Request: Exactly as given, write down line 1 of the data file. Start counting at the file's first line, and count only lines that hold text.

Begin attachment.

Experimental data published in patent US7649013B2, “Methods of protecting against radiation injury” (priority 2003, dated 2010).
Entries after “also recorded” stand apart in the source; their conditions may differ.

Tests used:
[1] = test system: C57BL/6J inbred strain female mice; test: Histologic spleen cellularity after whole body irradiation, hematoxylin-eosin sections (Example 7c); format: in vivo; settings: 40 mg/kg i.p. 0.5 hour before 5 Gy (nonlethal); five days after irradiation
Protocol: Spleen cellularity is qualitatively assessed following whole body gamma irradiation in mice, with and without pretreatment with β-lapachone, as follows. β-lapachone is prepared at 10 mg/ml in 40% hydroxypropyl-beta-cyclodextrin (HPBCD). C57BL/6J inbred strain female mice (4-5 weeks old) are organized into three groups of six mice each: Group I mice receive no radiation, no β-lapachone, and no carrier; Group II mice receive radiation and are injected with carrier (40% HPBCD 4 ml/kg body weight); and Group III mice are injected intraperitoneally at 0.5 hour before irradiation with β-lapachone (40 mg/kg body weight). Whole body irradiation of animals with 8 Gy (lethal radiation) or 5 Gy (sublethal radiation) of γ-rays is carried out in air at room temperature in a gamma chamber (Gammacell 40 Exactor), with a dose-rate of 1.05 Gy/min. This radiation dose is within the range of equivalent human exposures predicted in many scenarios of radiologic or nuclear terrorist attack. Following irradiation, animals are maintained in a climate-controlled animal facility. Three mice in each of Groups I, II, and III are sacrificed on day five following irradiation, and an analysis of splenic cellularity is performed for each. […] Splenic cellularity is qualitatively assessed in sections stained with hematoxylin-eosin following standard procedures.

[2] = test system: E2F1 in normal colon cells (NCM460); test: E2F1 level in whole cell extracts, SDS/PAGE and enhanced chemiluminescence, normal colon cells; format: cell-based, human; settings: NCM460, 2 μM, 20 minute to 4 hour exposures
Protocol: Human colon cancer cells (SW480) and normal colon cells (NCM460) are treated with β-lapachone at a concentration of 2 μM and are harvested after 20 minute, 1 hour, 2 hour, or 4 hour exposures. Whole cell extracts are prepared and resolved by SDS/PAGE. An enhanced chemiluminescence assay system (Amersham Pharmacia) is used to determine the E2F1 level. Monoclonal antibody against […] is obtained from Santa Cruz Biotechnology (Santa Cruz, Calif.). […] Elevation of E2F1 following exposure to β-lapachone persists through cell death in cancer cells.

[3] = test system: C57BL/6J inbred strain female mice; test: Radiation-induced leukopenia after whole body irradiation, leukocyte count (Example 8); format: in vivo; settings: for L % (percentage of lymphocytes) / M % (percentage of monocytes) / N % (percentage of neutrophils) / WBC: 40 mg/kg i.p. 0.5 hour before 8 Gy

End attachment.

Experimental data published in patent US7649013B2, “Methods of protecting against radiation injury” (priority 2003, dated 2010).